Academics protest over government's 'dual use' research programme — which received a big funding boost.
Nature News doi: 10.1038/nature.2017.21779
The Klosneuviruses contradict the theory that viruses make up a distinct domain of life, but not everyone is convinced.
Nature News doi: 10.1038/nature.2017.21798
Publishers agree to release proprietary data on references in millions of papers.
Nature News doi: 10.1038/nature.2017.21800
US Food and Drug Administration says firm can provide consumers with information on genetic risks.
Nature News doi: 10.1038/nature.2017.21802
The week in science: 31 March–6 April 2017.
Nature 544 10 doi: 10.1038/544010a
New investments promise to get precision medicine and precision public health off the ground. But experts debate how much work needs to be done first.
Nature 544 20 doi: 10.1038/544020a
Scientists face tough decisions when the latest gene-editing findings don’t match up with the results of other techniques.
Nature News doi: 10.1038/nature.2017.21763
Website contains thousands of 3D stem cell images and could help with better understanding diseases like cancer.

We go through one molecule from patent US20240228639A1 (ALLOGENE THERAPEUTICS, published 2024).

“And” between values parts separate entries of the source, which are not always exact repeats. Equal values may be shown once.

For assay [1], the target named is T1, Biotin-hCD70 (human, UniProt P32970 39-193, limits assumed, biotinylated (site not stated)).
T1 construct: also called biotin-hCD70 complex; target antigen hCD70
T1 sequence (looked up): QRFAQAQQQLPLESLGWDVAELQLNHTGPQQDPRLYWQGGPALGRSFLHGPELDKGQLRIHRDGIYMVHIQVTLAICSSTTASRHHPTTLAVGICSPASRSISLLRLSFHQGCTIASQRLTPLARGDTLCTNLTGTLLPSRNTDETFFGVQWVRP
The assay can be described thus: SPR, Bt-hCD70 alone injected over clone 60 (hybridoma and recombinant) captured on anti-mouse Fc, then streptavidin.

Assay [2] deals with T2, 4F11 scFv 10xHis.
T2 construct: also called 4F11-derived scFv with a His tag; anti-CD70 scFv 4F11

Nature News doi: 10.1038/nature.2017.21769
This week marks a chance to curb the misuse of crime-scene evidence in US courts and spare innocent people from going to jail, says Robin Mejia.
Nature 544 7 doi: 10.1038/544007a
Debate grows over a molecule implicated in animal navigation.
Nature 544 16 doi: 10.1038/544016a
The gut microbes of young killifish can extend the lifespans of older fish – hinting at the microbiome’s role in ageing.
Nature 544 147 doi: 10.1038/nature.2017.21770
'Pre-cancer' genome atlas proposed to track tumours as they turn from benign to dangerous.
Nature News doi: 10.1038/nature.2017.21759
But the child's parents have decided to forego long-term monitoring by researchers.
Nature 544 17 doi: 10.1038/nature.2017.21761
After years of austerity, researchers fear that the latest dramatic cut will destroy the country's science.
Nature News doi: 10.1038/nature.2017.21766
Funnel plots are a popular tool in spotting when scientists in a field leave out negative study results, but one researcher says the method is flawed.
Nature News doi: 10.1038/nature.2017.21728
Teenage mother who lived 12,000 years ago was malnourished but still roamed widely.
Nature 544 15 doi: 10.1038/nature.2017.21753
March’s sharpest science shots, selected by Nature ’s photo team.
Nature News doi: 10.1038/nature.2017.21754
Early studies fuel scientists’ determination to understand how immunotherapy may sometimes make disease worse.
Nature 544 13 doi: 10.1038/nature.2017.21755
People are set to march in more than 420 cities on 22 April.
Nature News doi: 10.1038/nature.2017.21756
Papers from 2015 are a tougher read than some from the nineteenth century — and the problem isn't just about words, says Philip Ball.
Nature News doi: 10.1038/nature.2017.21751